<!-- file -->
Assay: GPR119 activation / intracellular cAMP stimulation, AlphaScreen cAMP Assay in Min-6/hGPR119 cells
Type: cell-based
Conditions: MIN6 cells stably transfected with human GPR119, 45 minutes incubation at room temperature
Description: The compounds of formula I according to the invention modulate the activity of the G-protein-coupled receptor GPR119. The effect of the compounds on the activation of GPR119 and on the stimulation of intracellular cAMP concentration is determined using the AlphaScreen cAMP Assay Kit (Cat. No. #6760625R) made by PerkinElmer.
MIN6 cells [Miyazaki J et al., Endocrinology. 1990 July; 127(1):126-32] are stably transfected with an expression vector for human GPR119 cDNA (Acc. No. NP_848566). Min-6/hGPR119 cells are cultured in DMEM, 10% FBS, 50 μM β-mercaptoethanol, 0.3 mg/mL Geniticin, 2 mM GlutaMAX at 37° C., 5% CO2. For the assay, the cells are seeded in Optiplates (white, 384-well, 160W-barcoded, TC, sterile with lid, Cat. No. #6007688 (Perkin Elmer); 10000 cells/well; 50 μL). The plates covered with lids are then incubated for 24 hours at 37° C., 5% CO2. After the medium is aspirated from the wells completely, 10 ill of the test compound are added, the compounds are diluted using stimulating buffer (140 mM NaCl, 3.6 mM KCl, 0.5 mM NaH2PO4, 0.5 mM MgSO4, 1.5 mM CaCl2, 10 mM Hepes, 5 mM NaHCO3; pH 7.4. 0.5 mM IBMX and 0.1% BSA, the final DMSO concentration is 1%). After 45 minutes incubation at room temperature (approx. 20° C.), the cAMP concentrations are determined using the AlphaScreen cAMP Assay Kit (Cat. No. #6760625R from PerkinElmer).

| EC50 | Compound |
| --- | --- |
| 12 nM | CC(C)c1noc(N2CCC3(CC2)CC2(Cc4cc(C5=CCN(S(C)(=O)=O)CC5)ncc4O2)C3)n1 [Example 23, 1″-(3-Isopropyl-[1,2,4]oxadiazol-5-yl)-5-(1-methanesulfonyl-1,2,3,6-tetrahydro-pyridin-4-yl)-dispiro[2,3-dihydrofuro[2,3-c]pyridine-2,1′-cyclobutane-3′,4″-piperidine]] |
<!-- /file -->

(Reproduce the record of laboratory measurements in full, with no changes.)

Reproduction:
Assay: GPR119 activation / intracellular cAMP stimulation, AlphaScreen cAMP Assay in Min-6/hGPR119 cells
Type: cell-based
Conditions: MIN6 cells stably transfected with human GPR119, 45 minutes incubation at room temperature
Description: The compounds of formula I according to the invention modulate the activity of the G-protein-coupled receptor GPR119. The effect of the compounds on the activation of GPR119 and on the stimulation of intracellular cAMP concentration is determined using the AlphaScreen cAMP Assay Kit (Cat. No. #6760625R) made by PerkinElmer.
MIN6 cells [Miyazaki J et al., Endocrinology. 1990 July; 127(1):126-32] are stably transfected with an expression vector for human GPR119 cDNA (Acc. No. NP_848566). Min-6/hGPR119 cells are cultured in DMEM, 10% FBS, 50 μM β-mercaptoethanol, 0.3 mg/mL Geniticin, 2 mM GlutaMAX at 37° C., 5% CO2. For the assay, the cells are seeded in Optiplates (white, 384-well, 160W-barcoded, TC, sterile with lid, Cat. No. #6007688 (Perkin Elmer); 10000 cells/well; 50 μL). The plates covered with lids are then incubated for 24 hours at 37° C., 5% CO2. After the medium is aspirated from the wells completely, 10 ill of the test compound are added, the compounds are diluted using stimulating buffer (140 mM NaCl, 3.6 mM KCl, 0.5 mM NaH2PO4, 0.5 mM MgSO4, 1.5 mM CaCl2, 10 mM Hepes, 5 mM NaHCO3; pH 7.4. 0.5 mM IBMX and 0.1% BSA, the final DMSO concentration is 1%). After 45 minutes incubation at room temperature (approx. 20° C.), the cAMP concentrations are determined using the AlphaScreen cAMP Assay Kit (Cat. No. #6760625R from PerkinElmer).

| EC50 | Compound |
| --- | --- |
| 12 nM | CC(C)c1noc(N2CCC3(CC2)CC2(Cc4cc(C5=CCN(S(C)(=O)=O)CC5)ncc4O2)C3)n1 [Example 23, 1″-(3-Isopropyl-[1,2,4]oxadiazol-5-yl)-5-(1-methanesulfonyl-1,2,3,6-tetrahydro-pyridin-4-yl)-dispiro[2,3-dihydrofuro[2,3-c]pyridine-2,1′-cyclobutane-3′,4″-piperidine]] |